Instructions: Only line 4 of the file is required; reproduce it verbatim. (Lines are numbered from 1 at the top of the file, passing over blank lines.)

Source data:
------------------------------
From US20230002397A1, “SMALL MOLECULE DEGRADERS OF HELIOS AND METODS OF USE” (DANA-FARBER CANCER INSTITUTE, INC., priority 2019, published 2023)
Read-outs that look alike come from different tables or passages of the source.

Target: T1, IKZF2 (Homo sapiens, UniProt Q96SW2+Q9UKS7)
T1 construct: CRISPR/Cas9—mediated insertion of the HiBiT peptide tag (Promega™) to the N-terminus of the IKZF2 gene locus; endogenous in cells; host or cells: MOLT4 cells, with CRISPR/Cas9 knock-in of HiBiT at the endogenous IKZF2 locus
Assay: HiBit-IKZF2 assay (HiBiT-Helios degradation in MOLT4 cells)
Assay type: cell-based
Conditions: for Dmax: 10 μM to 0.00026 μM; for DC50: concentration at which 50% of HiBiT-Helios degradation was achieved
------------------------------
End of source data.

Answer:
T1 construct: CRISPR/Cas9—mediated insertion of the HiBiT peptide tag (Promega™) to the N-terminus of the IKZF2 gene locus; endogenous in cells; host or cells: MOLT4 cells, with CRISPR/Cas9 knock-in of HiBiT at the endogenous IKZF2 locus